Barbara Amiel’s story “The Decent Fix for Aboriginal Rights”, Maclean’s, February 1st, 2013, discusses the need for justice among the Aboriginal peoples of Canada. Amiel states, “aboriginal peoples of Canada deserve justice – and in their lifetime. We’ve had nearly 300 years of wrangling over land title and Aboriginal rights. Only the federal government can end this, not the courts.” This article outlines a dire need for negotiations between Canadian leaders and the Aboriginal peoples of Canada as well as a sense of closure from the aftermath of colonialism. For example lump sum payments that put an end to all land claims, or payments over time in cash and services, or a mix of both, including royalties on mineral and energy resources.
I agree with the fact that there needs to be some sort of change put in motion, however I am not sure how one would calculate and justify a total of the amount expected to repair nearly three centuries of unfulfilled treaty agreements, broken promises, as well as spiritual, physical and emotional abuse and neglect all stemming from colonialism. Throughout history, massacring native populations seemed the preferred solution and Canadian hands are not clean. Amiel goes as far as to say:
“…we preferred to let our natives starve or die of European diseases. We offered land and script in return for peace, homesteading, help against the French and the United States. We created reservations to preserve the hunting-and-gathering society. We also removed children from their families and put them in schools where they were forced to speak a language that was not their own and were probably abused in large numbers. We defined who was and was not an Indian and structured payments based on our definitions. We made laws concerning if and where Indians could drink. We did all sorts of things that if done to us we’d be outraged.”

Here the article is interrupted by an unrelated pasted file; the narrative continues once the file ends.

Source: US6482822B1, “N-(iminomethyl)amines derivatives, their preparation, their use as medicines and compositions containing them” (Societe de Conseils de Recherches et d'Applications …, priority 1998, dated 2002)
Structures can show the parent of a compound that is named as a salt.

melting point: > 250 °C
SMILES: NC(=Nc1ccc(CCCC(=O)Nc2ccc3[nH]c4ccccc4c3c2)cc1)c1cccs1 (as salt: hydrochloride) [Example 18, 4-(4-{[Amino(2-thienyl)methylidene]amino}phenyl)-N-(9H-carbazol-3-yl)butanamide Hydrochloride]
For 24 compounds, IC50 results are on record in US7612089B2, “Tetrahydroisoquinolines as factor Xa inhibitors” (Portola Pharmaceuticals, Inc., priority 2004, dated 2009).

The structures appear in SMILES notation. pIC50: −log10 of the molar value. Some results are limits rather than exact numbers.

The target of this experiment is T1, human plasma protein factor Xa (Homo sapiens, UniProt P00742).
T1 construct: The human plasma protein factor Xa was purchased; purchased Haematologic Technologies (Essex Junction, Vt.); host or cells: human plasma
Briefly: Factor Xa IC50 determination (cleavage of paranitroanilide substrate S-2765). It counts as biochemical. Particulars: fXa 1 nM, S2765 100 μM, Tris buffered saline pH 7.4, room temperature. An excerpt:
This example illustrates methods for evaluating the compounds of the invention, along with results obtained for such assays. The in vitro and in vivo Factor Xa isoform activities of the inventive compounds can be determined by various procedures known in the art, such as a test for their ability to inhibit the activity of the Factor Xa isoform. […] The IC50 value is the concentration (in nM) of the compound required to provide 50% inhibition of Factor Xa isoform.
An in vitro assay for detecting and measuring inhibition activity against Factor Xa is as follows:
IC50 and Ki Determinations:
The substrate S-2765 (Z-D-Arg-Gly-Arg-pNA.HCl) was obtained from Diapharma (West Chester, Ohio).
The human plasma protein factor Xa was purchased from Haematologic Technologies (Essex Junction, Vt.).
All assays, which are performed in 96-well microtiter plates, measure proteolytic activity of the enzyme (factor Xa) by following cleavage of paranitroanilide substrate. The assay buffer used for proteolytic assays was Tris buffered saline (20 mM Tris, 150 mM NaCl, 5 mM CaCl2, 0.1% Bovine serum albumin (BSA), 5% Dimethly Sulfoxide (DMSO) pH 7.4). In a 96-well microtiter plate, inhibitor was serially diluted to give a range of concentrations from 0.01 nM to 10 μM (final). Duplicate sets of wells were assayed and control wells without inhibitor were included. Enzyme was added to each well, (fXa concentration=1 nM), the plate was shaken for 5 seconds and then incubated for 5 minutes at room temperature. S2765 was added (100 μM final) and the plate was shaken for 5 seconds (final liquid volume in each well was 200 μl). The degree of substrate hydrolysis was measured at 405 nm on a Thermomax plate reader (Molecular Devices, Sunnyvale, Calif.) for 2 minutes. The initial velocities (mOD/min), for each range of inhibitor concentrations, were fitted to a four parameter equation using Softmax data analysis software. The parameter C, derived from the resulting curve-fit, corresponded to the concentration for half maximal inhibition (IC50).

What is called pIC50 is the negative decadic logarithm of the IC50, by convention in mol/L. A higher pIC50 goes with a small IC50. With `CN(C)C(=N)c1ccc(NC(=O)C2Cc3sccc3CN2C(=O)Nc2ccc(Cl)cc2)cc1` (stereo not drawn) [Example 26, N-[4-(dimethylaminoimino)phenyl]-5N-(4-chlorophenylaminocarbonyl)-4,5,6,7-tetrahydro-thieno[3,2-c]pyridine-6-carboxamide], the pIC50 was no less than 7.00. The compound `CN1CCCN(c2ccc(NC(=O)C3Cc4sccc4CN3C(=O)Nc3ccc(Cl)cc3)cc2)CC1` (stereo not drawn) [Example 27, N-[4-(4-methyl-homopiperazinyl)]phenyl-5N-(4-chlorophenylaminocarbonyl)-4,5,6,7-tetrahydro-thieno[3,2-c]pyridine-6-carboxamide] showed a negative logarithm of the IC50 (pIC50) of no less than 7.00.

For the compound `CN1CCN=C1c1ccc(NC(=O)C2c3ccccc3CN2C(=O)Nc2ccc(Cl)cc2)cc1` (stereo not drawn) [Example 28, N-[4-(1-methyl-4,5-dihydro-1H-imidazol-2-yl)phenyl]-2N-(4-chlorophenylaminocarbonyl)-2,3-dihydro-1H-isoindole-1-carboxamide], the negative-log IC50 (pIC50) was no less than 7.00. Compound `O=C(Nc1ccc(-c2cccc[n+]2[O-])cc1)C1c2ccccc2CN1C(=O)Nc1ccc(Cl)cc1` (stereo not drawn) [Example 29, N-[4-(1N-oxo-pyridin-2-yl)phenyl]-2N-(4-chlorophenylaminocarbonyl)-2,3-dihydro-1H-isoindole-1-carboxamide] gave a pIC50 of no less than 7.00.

Amiel’s description above provides us with insight into the actions that were done to a large group of individuals that stood in the way of a major colonial power. The British thought they were creating order and stability, but instead set that nation on a path of strategic racism and socio-political unrest with each successive generation while simultaneously continuing to use a large sum of money to make up for it. It is time the federal government takes initiative to raise awareness, increase funding for on reserve education, healthcare, counseling services and employment opportunities. It is time to repair the relationship and help strengthen the ties between Aboriginal and non-Aboriginal communities. It is time the government realized that in their attempts to assimilate and acculturate the First Nations peoples of Canada, they forced them into generations of pain, trauma and sorrow and it is time they put forth the effort necessary to help the First Nations communities heal, thrive and achieve success in all aspects of their lives so that they may finally be an accepted part of Canada.